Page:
KALI GANDAKI Connecting Nepal-India

Nepal decides to provide stones from the Kaligandaki River to construct a statue of Ram in Ajodhya showing how the river connects the civilization of the two countries

Jan. 17, 2023, 11:27 a.m. Published in Magazine Issue: VOL. 16, No. 10, Jan.13, 2023 (Poush 29. 2079) Publisher and Editor: Keshab Prasad Poudel Online Register Number: DOI 584/074-75

Although the Kali Gandaki River connects the common civilization of Nepal and India, it is yet to come into wide public discourse. From legendary sage Jad Bharat to Saint Byash, the river has also direct connections with the Ram.

According to a religious book, King Dasharath came to Ramdi of Syangja district, a riverside of Kaligandaki to invite Bashistha to perform Yagya to have princes for him. After the performance Yagya, Ram, Laxman, Bharat and Shatrughan were born.

The recent decision of Nepal to send a stone from the river to build the statue of Ram is a right and highly significant decision to reconnect Nepal and India religiously and civilization.

Kaligandaki River is used to build the statue of lord Vishnu. Two prominent statues of Vishnu in south Indian including the Padmanabhaswamy Temple of Kerala and Srirangam in Tamilnadu also constructed from Saligram.

The Kaligandaki River, which originates from Damodar Kunda in Mustang district, and flows through Myagdi's religious destination Galeshwor, is mostly known for the availability of 'Shaligram Shila'.

Among many types of stones found on the banks of the Kaligandaki River, Shilas are stones with special properties. And Shaligram Shila, a particular variety of Shila which is hard to find, is believed to be the representation of God Vishnu by Hindus.

A team of experts has been studying the Shilas for the possibility of crafting a statue of Lord Ram in Ayodhya of India. The team was deployed under the Gandaki Province government.

"Shilas are found in the three-kilometer section of the river from the south of Beni to Galeshwor. A study is being performed with a plan to send Shilas to Ayodhya via Janakpurdham," said Surat KC, Mayor of Beni Municipality.

The team has already arrived on the bank of the Kaligandaki River in the Beni area to identify and study the Shilas.

"Study has been performed in two Shilas, each of 7 feet in height, 5 feet in length and 3.5 feet in width. If Shilas of our river is taken to Ayodhya, it would promote our place as well," said Mayor KC.

The office of Shri Ram Janmabhoomi Teeth Kshetra sent a letter to the Janaki Temple on November 5, 2022, asking it to send the Shilas to Ayodhya.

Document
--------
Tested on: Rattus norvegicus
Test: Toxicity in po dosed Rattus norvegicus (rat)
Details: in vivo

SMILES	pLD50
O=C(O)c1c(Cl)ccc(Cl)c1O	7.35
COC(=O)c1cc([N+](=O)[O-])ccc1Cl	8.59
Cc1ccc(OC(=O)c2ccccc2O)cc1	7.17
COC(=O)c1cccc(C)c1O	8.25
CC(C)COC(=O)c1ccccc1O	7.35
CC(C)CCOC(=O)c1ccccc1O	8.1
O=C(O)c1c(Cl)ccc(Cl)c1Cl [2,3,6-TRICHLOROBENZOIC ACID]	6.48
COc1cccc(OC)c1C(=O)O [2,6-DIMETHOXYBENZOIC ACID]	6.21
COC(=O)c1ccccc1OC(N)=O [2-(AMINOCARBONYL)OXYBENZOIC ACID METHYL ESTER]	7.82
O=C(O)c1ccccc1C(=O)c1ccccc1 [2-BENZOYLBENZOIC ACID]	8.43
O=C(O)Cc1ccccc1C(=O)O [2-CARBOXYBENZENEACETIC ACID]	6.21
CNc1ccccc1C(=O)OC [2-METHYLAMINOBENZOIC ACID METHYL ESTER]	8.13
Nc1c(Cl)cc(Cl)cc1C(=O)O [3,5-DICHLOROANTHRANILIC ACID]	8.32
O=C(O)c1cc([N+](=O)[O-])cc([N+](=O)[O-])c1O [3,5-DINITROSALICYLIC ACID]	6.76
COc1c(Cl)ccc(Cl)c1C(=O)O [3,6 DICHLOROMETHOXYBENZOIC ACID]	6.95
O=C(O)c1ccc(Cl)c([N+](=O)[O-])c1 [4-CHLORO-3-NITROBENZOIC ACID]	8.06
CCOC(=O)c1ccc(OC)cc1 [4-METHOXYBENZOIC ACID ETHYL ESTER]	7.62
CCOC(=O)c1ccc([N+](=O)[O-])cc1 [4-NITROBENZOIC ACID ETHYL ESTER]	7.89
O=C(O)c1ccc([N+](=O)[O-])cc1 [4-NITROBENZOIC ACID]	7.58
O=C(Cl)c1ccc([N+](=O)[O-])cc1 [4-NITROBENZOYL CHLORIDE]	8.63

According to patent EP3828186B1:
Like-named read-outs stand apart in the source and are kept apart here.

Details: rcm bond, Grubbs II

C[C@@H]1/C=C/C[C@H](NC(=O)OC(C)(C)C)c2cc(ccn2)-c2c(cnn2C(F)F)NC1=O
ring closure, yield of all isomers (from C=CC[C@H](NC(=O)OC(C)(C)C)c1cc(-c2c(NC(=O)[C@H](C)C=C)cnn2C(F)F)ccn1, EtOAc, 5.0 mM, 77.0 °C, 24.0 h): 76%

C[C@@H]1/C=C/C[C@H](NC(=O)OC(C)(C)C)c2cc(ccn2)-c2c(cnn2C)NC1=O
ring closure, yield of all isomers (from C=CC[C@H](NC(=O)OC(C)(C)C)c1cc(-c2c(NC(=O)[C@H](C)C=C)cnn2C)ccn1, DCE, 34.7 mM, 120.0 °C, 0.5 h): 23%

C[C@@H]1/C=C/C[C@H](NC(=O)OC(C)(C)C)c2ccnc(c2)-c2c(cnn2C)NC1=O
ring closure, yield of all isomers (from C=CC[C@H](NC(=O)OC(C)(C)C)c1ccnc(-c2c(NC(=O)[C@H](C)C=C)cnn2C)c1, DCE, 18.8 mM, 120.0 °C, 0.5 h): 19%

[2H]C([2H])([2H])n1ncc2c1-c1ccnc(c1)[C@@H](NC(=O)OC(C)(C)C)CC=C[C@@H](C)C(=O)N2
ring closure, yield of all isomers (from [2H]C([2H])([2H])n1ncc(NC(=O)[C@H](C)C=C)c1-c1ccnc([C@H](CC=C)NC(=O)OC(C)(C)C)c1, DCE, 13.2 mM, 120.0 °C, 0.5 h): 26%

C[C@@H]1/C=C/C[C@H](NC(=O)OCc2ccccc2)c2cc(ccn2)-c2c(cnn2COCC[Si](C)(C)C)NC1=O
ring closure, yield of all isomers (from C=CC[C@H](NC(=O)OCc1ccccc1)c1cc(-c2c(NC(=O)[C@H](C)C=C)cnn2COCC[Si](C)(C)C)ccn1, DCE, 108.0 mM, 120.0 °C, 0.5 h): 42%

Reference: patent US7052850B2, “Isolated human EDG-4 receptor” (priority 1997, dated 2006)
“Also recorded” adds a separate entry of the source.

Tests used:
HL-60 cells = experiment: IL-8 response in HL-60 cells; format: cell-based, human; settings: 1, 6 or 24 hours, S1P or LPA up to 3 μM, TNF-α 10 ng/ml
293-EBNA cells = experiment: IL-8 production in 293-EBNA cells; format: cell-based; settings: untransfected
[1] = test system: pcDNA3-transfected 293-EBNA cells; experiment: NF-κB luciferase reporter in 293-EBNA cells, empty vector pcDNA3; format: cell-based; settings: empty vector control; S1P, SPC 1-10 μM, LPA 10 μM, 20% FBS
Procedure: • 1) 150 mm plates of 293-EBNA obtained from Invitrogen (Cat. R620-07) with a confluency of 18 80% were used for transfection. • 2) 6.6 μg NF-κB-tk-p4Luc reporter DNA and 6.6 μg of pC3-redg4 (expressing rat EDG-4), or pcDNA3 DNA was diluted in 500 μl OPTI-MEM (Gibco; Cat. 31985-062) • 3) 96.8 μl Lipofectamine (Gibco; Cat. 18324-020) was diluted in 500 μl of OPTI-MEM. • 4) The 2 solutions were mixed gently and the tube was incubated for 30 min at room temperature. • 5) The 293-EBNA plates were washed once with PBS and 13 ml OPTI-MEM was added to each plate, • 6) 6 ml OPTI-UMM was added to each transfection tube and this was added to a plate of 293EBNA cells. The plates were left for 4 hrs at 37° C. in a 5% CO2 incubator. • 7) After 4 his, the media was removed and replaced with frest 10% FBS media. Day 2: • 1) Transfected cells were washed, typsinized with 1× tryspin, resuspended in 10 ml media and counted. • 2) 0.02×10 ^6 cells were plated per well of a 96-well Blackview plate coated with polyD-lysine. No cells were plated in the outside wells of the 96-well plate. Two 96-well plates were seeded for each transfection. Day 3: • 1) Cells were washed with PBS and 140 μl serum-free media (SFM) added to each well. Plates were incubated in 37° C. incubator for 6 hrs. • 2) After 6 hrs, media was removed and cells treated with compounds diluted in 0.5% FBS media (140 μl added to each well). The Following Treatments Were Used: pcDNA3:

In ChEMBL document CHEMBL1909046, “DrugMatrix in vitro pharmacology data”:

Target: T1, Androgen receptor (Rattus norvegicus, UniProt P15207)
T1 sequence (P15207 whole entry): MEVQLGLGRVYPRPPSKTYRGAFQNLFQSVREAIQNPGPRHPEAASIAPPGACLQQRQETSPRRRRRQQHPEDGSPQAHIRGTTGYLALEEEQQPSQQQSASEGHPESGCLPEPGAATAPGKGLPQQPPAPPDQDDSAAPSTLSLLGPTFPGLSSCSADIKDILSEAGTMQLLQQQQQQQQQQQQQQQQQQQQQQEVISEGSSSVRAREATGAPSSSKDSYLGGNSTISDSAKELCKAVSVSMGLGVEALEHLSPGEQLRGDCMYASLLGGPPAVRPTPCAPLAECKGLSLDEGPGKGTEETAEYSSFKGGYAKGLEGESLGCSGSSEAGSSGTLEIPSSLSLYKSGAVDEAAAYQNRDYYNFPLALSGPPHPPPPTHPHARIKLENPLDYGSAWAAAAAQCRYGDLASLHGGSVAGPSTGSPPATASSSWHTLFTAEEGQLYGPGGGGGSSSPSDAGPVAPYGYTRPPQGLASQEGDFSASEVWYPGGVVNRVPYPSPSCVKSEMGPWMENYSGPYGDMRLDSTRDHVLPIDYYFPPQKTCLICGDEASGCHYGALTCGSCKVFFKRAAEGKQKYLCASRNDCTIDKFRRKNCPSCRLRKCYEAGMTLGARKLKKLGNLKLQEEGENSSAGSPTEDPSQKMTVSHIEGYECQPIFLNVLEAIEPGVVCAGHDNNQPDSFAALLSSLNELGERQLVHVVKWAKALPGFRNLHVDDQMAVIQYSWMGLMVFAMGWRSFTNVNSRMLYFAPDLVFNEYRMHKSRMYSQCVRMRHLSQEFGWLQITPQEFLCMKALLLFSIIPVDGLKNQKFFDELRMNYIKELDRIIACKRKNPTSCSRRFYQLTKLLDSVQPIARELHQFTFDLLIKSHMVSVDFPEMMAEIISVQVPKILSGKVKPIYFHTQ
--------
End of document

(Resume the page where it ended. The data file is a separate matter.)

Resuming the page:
A meeting of the Council of Ministers held on December 18, 2022, had decided to provide two pieces of Shila from the Kaligandaki River area to the Janaki Temple in Janakpurdham.

After the decision, the process to study the stones and ways to transport them has been started, informed Mayor KC.

The Kaligandaki River has religious importance, and Hindu texts show that sages, including Pulaha, Kapila, and Jadbharat, attained Siddhi (completeness) by meditating along the bank of the river's Beni-Galeshwor section.

"The Kaligandaki is a holy river and it has made Shilas along its bank purer every day. The two pieces of Shila will be transported to Janakpurdham first," said Kulraj Chalise, a member of the Shila Study, Excavation and Relocation Campaign and a scholar of the Krishnagandaki River.

"The Shilas will be used to construct the statue of Lord Ram in Ayodhya. It is expected to further strengthen the relationship between Ayodhya, Janakpur and Muktinath culturally and religiously," said Chalise.

He also informed that Guru Rajendra Singh Pankaj has arrived in Pokhara from Ayodhya to receive the Shilas. "Since they are the gift of Nepal, it is our responsibility to transport the Shilas to Ayodhya. The provincial government will be looking after it," added Chalise.

Mayor KC informed that the municipality would provide necessary assistance once the study team decides which Shilas they want to take.

Given such a long relationship between the Kaligandaki river and with the baidik civilization, the decision to use the stone of Kali Gandaki River to build the statue of Ram further enhances and strengthens Nepal-India relations.

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